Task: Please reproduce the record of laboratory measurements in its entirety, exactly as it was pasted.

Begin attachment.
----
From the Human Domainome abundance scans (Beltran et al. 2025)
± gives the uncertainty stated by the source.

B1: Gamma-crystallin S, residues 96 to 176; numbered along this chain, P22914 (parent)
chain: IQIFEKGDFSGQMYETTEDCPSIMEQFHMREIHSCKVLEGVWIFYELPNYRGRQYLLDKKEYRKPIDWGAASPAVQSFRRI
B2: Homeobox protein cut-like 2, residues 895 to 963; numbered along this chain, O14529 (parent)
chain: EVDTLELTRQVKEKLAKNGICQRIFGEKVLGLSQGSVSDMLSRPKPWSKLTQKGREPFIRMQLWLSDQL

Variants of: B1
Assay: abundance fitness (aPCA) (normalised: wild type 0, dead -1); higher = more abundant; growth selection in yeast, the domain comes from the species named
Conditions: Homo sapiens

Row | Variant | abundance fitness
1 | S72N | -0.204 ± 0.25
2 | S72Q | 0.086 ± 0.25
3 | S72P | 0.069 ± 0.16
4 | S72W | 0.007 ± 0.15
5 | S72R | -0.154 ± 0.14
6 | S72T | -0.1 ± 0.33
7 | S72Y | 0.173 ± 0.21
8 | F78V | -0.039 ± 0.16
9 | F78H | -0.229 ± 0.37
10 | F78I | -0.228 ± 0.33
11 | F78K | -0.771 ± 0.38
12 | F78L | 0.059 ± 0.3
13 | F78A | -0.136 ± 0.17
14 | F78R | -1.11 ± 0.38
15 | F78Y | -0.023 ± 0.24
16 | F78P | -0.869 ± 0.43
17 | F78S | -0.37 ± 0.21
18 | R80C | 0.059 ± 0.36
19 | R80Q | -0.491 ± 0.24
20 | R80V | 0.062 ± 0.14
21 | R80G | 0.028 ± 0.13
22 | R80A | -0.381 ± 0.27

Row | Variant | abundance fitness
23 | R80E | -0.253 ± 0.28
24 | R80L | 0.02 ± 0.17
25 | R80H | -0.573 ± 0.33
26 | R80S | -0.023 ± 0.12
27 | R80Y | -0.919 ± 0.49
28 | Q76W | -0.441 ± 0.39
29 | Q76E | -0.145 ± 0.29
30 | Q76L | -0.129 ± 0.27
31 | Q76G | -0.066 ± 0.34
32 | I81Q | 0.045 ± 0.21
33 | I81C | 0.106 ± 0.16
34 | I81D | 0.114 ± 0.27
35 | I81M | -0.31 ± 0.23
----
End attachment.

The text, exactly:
From the Human Domainome abundance scans (Beltran et al. 2025)
± gives the uncertainty stated by the source.

B1: Gamma-crystallin S, residues 96 to 176; numbered along this chain, P22914 (parent)
chain: IQIFEKGDFSGQMYETTEDCPSIMEQFHMREIHSCKVLEGVWIFYELPNYRGRQYLLDKKEYRKPIDWGAASPAVQSFRRI
B2: Homeobox protein cut-like 2, residues 895 to 963; numbered along this chain, O14529 (parent)
chain: EVDTLELTRQVKEKLAKNGICQRIFGEKVLGLSQGSVSDMLSRPKPWSKLTQKGREPFIRMQLWLSDQL

Variants of: B1
Assay: abundance fitness (aPCA) (normalised: wild type 0, dead -1); higher = more abundant; growth selection in yeast, the domain comes from the species named
Conditions: Homo sapiens

Row | Variant | abundance fitness
1 | S72N | -0.204 ± 0.25
2 | S72Q | 0.086 ± 0.25
3 | S72P | 0.069 ± 0.16
4 | S72W | 0.007 ± 0.15
5 | S72R | -0.154 ± 0.14
6 | S72T | -0.1 ± 0.33
7 | S72Y | 0.173 ± 0.21
8 | F78V | -0.039 ± 0.16
9 | F78H | -0.229 ± 0.37
10 | F78I | -0.228 ± 0.33
11 | F78K | -0.771 ± 0.38
12 | F78L | 0.059 ± 0.3
13 | F78A | -0.136 ± 0.17
14 | F78R | -1.11 ± 0.38
15 | F78Y | -0.023 ± 0.24
16 | F78P | -0.869 ± 0.43
17 | F78S | -0.37 ± 0.21
18 | R80C | 0.059 ± 0.36
19 | R80Q | -0.491 ± 0.24
20 | R80V | 0.062 ± 0.14
21 | R80G | 0.028 ± 0.13
22 | R80A | -0.381 ± 0.27

Row | Variant | abundance fitness
23 | R80E | -0.253 ± 0.28
24 | R80L | 0.02 ± 0.17
25 | R80H | -0.573 ± 0.33
26 | R80S | -0.023 ± 0.12
27 | R80Y | -0.919 ± 0.49
28 | Q76W | -0.441 ± 0.39
29 | Q76E | -0.145 ± 0.29
30 | Q76L | -0.129 ± 0.27
31 | Q76G | -0.066 ± 0.34
32 | I81Q | 0.045 ± 0.21
33 | I81C | 0.106 ± 0.16
34 | I81D | 0.114 ± 0.27
35 | I81M | -0.31 ± 0.23